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On New York City’s bulletin on lot line requirements – and how it applies everywhere else

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On New York City’s bulletin on lot line requirements – and how it applies everywhere else


Bill O'Keeffe | May 6, 2016
On New York City’s bulletin on lot line requirements – and how it applies everywhere else

1 hour curtain wall adjacent to a parking area in a private office in Valley Stream, NY. Products used: SuperLite II-XL 60 with PPG Starphire Low-Iron insulated with Low-E in GPX Curtain Wall Framing; Architect: RPF; Glazier: AMG Contracting

Today’s buildings use glass extensively in the envelope for its ability to provide clear views and natural daylighting. Advances in glazing technology over the years has allowed designers to specify glazing systems that are also energy efficient and noise mitigating. When needed, the same glazing system can also protect against fire due to lot line requirements – and in an area as densely populated as New York City, these situations happen more often than you think.

Determining when fire rated requirements apply, the type of fire rated glazing allowed, how much fire rated glazing can be used, and what happens when sprinklers are installed are just some of the issues that designers have to wrestle with. Tim Nass, our VP of National Sales, talked about this issue at the recently concluded Facades+ Performance Conference in New York City, which was attended by over 300 architects, building envelope consultants, general contractors, owners and developers. His presentation discussed Building Bulletin 2015-17, which was recently issued by the NYC Buildings Department to clarify the code requirements for lot line openings. 

Section I talks about the limitations on fire protective glass used in openings and highlights important definitions for calculating fire separation distances that determine exterior opening limits. Once the fire separation distance has been established, BC Table 705.8 (Maximum Area of Exterior Wall Openings Based on Fire Separation Distance and Degree of Opening Protection) will be used to see if exterior openings are allowed, and how much. For the unlimited use of glazing, Section II states that fire resistive glazing assemblies tested to ASTM E119 are not considered openings, and therefore, can be used in all applications up to the maximum size tested. Fire resistive glazing can be used in areas where openings are either “Not Permitted” or constrained by area limitations per BC Table 705.8. This is because fire resistive glazing is not considered openings or fire windows, but rather, transparent wall assemblies. This is a very important distinction, and where an understanding of fire protective vs. fire resistive glazing products matter:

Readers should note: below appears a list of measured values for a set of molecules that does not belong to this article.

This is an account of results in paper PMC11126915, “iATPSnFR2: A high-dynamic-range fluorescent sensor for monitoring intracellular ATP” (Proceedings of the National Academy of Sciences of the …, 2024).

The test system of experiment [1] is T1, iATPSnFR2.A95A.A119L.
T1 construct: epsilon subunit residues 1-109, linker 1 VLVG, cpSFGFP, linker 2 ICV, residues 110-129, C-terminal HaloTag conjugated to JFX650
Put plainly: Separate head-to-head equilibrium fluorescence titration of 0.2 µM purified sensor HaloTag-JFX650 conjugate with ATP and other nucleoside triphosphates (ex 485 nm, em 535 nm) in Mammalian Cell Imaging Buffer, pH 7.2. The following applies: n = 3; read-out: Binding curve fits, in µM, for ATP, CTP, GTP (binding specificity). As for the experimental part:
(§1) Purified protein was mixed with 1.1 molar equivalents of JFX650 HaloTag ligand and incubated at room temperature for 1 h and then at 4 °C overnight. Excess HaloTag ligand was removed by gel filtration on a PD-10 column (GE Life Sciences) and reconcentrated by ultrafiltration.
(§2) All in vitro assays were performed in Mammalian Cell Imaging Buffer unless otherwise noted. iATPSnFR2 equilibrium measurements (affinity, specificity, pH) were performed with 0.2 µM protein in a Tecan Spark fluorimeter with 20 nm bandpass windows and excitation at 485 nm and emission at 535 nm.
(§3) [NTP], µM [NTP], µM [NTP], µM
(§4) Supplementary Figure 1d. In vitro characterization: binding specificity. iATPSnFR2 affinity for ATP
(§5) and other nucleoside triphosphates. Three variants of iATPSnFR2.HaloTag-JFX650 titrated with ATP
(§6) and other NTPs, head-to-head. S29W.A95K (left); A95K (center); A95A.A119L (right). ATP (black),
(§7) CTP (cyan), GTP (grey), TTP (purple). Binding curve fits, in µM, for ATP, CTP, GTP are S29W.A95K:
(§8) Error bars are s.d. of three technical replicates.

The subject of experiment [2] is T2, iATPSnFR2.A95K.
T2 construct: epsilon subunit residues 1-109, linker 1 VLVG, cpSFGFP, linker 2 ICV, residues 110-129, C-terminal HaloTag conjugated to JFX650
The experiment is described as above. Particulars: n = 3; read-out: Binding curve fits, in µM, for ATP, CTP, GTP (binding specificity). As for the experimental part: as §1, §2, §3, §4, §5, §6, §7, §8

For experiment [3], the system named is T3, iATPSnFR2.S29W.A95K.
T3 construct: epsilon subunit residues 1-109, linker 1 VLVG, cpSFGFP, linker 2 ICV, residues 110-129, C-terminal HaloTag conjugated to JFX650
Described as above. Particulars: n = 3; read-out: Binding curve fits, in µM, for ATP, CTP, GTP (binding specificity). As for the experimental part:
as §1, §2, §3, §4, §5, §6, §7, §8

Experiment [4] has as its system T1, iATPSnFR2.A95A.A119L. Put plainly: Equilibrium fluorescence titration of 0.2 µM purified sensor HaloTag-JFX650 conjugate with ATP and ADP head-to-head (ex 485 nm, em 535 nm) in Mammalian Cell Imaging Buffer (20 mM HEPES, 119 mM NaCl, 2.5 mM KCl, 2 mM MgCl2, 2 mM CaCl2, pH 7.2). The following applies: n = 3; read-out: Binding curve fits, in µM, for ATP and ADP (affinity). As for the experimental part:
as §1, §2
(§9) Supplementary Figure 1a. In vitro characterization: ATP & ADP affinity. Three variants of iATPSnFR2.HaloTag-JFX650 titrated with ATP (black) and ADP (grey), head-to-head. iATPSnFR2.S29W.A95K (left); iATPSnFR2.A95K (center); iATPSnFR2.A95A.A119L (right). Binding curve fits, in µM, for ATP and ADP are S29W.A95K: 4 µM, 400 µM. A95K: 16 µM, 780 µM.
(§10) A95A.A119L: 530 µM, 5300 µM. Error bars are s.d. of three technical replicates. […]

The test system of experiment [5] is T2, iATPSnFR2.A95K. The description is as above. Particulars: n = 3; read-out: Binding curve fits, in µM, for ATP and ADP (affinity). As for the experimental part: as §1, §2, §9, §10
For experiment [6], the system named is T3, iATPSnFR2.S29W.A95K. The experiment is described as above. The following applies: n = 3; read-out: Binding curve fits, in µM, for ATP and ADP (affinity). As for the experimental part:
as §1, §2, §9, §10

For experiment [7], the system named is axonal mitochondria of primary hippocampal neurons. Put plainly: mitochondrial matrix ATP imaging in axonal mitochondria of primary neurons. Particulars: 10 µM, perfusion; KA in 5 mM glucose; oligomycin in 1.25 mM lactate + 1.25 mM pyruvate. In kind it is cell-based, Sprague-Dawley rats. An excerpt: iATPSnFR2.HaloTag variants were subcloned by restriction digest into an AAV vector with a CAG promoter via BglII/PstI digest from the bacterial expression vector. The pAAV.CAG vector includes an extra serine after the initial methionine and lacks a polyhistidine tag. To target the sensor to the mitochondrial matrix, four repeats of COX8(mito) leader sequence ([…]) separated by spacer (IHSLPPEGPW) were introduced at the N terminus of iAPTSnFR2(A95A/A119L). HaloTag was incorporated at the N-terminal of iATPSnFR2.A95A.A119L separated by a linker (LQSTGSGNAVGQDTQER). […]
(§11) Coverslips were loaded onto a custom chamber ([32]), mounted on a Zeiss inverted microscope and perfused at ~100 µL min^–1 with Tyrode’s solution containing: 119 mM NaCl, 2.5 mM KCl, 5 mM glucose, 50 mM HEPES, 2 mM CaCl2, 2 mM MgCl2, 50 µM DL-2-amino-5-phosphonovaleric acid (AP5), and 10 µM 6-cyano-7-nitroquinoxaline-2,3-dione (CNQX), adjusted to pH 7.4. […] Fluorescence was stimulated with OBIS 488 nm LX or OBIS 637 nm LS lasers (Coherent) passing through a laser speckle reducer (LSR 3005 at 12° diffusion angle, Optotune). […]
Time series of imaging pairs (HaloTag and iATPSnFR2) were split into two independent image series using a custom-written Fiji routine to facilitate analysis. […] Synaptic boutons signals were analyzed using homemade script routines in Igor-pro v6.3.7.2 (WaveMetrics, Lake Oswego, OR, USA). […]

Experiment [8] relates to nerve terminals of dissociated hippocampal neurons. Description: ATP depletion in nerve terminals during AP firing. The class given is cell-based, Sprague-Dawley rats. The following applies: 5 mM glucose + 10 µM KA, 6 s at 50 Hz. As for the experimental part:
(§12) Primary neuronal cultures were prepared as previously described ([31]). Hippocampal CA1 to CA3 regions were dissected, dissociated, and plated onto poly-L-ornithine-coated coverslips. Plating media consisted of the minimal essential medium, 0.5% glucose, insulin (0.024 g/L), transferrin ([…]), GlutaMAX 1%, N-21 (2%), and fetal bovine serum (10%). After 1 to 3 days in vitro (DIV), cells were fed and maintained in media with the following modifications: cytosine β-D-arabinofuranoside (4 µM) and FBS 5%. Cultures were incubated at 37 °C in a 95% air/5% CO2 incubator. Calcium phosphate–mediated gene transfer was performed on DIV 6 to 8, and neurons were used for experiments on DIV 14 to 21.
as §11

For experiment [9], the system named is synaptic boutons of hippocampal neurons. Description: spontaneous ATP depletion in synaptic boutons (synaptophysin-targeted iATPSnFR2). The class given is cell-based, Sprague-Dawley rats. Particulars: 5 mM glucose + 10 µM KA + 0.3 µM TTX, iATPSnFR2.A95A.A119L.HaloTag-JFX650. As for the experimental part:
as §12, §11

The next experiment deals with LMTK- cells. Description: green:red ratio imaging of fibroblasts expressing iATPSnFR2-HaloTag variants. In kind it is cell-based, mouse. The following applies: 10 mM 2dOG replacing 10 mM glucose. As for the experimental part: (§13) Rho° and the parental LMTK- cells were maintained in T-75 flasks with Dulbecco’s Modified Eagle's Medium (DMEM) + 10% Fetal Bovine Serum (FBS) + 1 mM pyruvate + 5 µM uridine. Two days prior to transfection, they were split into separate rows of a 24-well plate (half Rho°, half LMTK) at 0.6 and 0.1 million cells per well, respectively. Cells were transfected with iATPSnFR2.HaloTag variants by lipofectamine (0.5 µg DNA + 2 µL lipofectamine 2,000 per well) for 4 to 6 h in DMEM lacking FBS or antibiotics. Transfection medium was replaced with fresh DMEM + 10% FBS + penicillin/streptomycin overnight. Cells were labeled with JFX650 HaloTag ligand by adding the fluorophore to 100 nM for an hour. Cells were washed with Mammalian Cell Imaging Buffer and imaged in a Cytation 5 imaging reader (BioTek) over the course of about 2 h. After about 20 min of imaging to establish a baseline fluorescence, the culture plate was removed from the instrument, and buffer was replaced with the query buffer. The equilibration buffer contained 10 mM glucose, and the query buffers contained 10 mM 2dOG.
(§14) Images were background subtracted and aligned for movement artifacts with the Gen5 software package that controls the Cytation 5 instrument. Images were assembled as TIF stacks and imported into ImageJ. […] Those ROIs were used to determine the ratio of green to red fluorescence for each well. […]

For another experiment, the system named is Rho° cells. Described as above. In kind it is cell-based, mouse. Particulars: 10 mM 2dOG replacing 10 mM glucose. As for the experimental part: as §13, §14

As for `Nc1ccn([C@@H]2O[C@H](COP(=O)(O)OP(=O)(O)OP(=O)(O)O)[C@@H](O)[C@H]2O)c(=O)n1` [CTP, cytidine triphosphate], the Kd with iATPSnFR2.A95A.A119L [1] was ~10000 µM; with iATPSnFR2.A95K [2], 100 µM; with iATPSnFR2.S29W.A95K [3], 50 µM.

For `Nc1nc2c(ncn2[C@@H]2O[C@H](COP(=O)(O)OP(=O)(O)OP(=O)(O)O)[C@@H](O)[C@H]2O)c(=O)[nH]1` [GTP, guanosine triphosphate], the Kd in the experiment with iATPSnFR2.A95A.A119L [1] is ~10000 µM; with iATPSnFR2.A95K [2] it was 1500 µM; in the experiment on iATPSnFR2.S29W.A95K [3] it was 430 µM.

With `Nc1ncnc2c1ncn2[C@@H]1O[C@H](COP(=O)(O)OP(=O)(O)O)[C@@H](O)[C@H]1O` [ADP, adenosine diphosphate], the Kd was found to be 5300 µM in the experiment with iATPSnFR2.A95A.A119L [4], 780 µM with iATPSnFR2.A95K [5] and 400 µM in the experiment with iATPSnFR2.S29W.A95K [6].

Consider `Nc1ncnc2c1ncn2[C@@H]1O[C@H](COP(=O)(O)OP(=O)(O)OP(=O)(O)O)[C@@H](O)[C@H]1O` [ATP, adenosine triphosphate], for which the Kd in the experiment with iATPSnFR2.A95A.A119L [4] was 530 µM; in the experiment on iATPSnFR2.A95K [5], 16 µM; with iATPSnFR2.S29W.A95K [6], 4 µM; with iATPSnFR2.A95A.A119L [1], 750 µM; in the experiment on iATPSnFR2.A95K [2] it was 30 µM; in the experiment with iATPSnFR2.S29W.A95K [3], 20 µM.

Click here to download the complete Consultant’s Guide to NYC BB 2015-17 and Fire Rated Exterior Openings 

Using fire resistive glass in exterior applications where fire protective glass is either constrained by area limitations or not applies to the rest of the country as well, not just New York. The 2012 and 2015 International Building Code (IBC) Table 705.8 lays out the percentage of protected and unprotected openings and size limits allowed in exterior walls based on fire separation distance defined in Section. To exceed these limitations, fire resistive glazing or transparent wall assemblies must be used.

You can check out our case studies on exterior fire resistive wall assemblies at Midtown Community Court in New York, NY; The Kensington in Boston, MA; Kromrey Middle School in Middleton, WI; San Jose Downtown Health Center in San Jose, CA and Aspen Art Museum in Aspen, CO to name a few. If you have a current or upcoming project that required fire rated glazing, don’t hesitate to contact us online, call us toll-free at 888.653.3333 or reach out to your local SAFTI FIRST architectural representative for assistance. 

 

 

 



 

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